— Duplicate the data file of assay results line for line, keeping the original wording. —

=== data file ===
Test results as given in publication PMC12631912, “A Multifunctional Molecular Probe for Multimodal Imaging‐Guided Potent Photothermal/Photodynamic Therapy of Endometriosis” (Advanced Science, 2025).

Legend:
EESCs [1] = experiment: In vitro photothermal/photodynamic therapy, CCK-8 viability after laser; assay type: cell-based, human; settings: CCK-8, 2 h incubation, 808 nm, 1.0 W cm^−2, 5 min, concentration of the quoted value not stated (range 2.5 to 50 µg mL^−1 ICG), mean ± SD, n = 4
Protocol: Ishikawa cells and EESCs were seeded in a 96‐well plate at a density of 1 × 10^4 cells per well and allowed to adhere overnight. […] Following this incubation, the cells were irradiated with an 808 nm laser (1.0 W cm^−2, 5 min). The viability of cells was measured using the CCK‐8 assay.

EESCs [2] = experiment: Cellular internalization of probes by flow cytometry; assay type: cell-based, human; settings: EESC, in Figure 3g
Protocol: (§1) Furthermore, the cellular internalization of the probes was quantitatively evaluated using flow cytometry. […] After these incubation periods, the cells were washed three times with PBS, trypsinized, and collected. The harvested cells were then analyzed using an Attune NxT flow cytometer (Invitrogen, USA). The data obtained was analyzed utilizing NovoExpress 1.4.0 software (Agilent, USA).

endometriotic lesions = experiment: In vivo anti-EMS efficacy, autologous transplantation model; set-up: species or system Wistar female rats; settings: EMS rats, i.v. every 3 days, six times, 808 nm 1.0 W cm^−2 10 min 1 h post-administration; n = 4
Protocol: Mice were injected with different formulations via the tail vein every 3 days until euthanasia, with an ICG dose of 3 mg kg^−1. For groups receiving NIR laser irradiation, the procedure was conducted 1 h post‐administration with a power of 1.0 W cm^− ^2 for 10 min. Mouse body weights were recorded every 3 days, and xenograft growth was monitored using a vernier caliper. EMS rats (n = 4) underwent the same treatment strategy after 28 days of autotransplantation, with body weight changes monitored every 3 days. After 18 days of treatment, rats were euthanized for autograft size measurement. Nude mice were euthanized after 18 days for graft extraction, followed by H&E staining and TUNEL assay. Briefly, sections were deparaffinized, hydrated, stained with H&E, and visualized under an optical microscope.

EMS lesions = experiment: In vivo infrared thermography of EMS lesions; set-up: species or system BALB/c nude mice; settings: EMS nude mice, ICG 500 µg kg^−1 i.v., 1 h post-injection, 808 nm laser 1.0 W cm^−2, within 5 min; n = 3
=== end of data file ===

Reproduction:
Test results as given in publication PMC12631912, “A Multifunctional Molecular Probe for Multimodal Imaging‐Guided Potent Photothermal/Photodynamic Therapy of Endometriosis” (Advanced Science, 2025).

Legend:
EESCs [1] = experiment: In vitro photothermal/photodynamic therapy, CCK-8 viability after laser; assay type: cell-based, human; settings: CCK-8, 2 h incubation, 808 nm, 1.0 W cm^−2, 5 min, concentration of the quoted value not stated (range 2.5 to 50 µg mL^−1 ICG), mean ± SD, n = 4
Protocol: Ishikawa cells and EESCs were seeded in a 96‐well plate at a density of 1 × 10^4 cells per well and allowed to adhere overnight. […] Following this incubation, the cells were irradiated with an 808 nm laser (1.0 W cm^−2, 5 min). The viability of cells was measured using the CCK‐8 assay.

EESCs [2] = experiment: Cellular internalization of probes by flow cytometry; assay type: cell-based, human; settings: EESC, in Figure 3g
Protocol: (§1) Furthermore, the cellular internalization of the probes was quantitatively evaluated using flow cytometry. […] After these incubation periods, the cells were washed three times with PBS, trypsinized, and collected. The harvested cells were then analyzed using an Attune NxT flow cytometer (Invitrogen, USA). The data obtained was analyzed utilizing NovoExpress 1.4.0 software (Agilent, USA).

endometriotic lesions = experiment: In vivo anti-EMS efficacy, autologous transplantation model; set-up: species or system Wistar female rats; settings: EMS rats, i.v. every 3 days, six times, 808 nm 1.0 W cm^−2 10 min 1 h post-administration; n = 4
Protocol: Mice were injected with different formulations via the tail vein every 3 days until euthanasia, with an ICG dose of 3 mg kg^−1. For groups receiving NIR laser irradiation, the procedure was conducted 1 h post‐administration with a power of 1.0 W cm^− ^2 for 10 min. Mouse body weights were recorded every 3 days, and xenograft growth was monitored using a vernier caliper. EMS rats (n = 4) underwent the same treatment strategy after 28 days of autotransplantation, with body weight changes monitored every 3 days. After 18 days of treatment, rats were euthanized for autograft size measurement. Nude mice were euthanized after 18 days for graft extraction, followed by H&E staining and TUNEL assay. Briefly, sections were deparaffinized, hydrated, stained with H&E, and visualized under an optical microscope.

EMS lesions = experiment: In vivo infrared thermography of EMS lesions; set-up: species or system BALB/c nude mice; settings: EMS nude mice, ICG 500 µg kg^−1 i.v., 1 h post-injection, 808 nm laser 1.0 W cm^−2, within 5 min; n = 3